— Sarah Walters (@SarahCityLife) May 18, 2015
Barely five hundred tickets were available for this unique performance; Peter Hook – the former Joy Division bassist – and his band The Light were celebrating Ian Curtis’ life by playing the entire back catalogue on the 35th anniversary of the tortured singer’s death.
They sold out in minutes, and started changing hands online for hundreds of pounds, but a friend of a friend had one available to The Blogging Goth. So some hurried coach journeys were arranged, a tiny room in an oversubscribed B&B was acquired, and I was on my way to Macclesfield.
In 1980, on the eve of their first tour of America and with their second album six weeks away, the depressed and epileptic Ian Curtis hung himself at the home he shared with wife Deborah and their baby daughter in the town. I didn’t have time to visit the tiny terrace house – and what would I do if I did? – but the latest news is the private home is in the hands of a fan who has plans for a museum to the definitive post-punk band.
I arrived with minutes to spare, and hurried into the surprisingly spacious Christ Church where sunlight streamed through stained-glass windows and dry ice – creating an appropriately hallowed atmosphere. Still a functioning place of worship, the audience was packed into the wooden pews, all sporting awkward expressions – how many of these men and women hadn’t been near a church in years?
— The Blogging Goth (@TheBloggingGoth) May 18, 2015
Of course, it was only a few songs in when people started edging down the aisles towards the empty space in front of the band. When I enquired if this was permitted, security affably waved us forwards – and I headed for an optimal spot at the very front, within touching distance of Hooky himself.
As well as playing bass, he was handling the vocals, and the delivery was superb. That almost nasal Mancunian twang that Curtis delivers when he wasn’t wailing or chanting mournfully is utterly mimicked by Hooky and it makes it all breathtakingly authentic.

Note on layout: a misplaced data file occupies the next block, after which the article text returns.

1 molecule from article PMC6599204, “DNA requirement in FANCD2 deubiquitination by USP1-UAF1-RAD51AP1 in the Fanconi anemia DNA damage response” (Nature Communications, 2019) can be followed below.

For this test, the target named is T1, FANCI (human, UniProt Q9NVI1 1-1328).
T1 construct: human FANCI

Although Peter’s anxiety about this marathon performance is visible – “I’m going to have to pace myself!” he quips – it never shows through the three and a half hours of material, with the briefest of breaks in between.
At times he stomps across the stage, playing as close to the fans as he can get, shredding like crazy. He seems transported back to the earliest days of playing toilet venues across the UK and the past just fades away.
The setlist itself is exhausting, from tapping the last vestiges of ‘Warsaw’, the proto-Joy Division, to live performances of the unreleased demos that make up ‘Still’. Of course, the crowd goes wildest for the familiar classics like ‘She’s Lost Control’ or ‘Transmission’ – but the rest of the time, the audience is locked in an urgent stillness, rapt attention that refuses to be broken by anything so unnecessary as dancing.
There is a surprise appearance of Rowetta, the Happy Monday’s vocalist, who delivers tingling new performances of the beautifully melancholic songs like ‘Insight’ and the anthem for Ian that is ‘Atmosphere’. When she delivers ‘New Dawn Fades’ – my most favoured Joy Division song – I am almost moved to tears, as she effortlessly channels some of the most painful lyrics Ian ever committed to song. It is a fantastic variation on a spine-chilling classic, and we are honoured to hear it.
The effortless move from ‘Transmission to ‘Love Will Tear Us Apart Again’ has to be a high-water mark for the entire gig, and the crowd before the stage is a whirling mass of ecstatic fans – and around them, a cordon of more reflective people, many embracing in emotional affection as they recall why, really, we’re all here.
“The toast tonight… is to absent friends” Hooky dedicates at the very beginning of the gig, and the spirit of Ian Curtis does indeed linger over proceedings.
But not in a haunting sense – this is more of a celebratory wake, and rather than a morbid observation of the anniversary of his death, it is a joyful appreciation of a man who contributed something massively definitive and utterly original that has shaped music forever.
You can order last night’s live concert from www.abbeyroad.com/live with all proceeds going to the two charities. The Epilepsy Society and the Churches Conservation Trust to restore Christ Church.
Update on 18th May 2020: For 24 hours, the entire concert is available online via The Light’s facebook page so check it out, and be sure to stop by and make a donation to the Epilepsy Society in honour of Ian Curtis.